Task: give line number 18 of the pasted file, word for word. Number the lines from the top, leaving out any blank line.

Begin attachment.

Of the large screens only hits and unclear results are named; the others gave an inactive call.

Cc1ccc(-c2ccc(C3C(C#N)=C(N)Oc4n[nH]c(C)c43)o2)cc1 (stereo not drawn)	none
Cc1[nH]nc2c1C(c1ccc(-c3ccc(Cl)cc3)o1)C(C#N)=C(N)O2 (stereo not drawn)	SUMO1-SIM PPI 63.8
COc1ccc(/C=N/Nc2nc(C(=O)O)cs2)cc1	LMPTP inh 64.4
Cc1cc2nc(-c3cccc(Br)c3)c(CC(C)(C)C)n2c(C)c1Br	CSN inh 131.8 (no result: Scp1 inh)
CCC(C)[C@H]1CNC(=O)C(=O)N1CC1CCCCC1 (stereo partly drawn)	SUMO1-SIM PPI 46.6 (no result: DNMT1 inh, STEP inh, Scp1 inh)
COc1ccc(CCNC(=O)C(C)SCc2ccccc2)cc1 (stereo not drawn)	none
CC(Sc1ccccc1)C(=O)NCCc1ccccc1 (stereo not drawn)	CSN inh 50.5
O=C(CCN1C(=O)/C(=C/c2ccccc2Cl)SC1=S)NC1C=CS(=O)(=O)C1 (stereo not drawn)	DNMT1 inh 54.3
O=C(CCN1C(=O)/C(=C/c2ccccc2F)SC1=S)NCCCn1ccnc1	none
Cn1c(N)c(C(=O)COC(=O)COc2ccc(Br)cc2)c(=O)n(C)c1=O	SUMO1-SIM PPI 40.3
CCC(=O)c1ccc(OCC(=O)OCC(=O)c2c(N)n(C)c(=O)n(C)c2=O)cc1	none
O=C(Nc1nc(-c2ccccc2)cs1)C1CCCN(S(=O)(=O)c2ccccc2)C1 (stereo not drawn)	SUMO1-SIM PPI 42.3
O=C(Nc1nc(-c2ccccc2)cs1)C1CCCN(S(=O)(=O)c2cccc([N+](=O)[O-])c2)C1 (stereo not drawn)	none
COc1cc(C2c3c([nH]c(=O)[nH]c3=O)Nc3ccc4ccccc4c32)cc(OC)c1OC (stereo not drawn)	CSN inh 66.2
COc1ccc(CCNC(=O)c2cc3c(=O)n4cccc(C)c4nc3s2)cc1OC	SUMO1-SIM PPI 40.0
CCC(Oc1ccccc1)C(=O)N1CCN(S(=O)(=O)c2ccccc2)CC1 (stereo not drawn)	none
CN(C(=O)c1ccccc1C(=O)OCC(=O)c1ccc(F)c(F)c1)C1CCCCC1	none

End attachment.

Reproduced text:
CN(C(=O)c1ccccc1C(=O)OCC(=O)c1ccc(F)c(F)c1)C1CCCCC1	none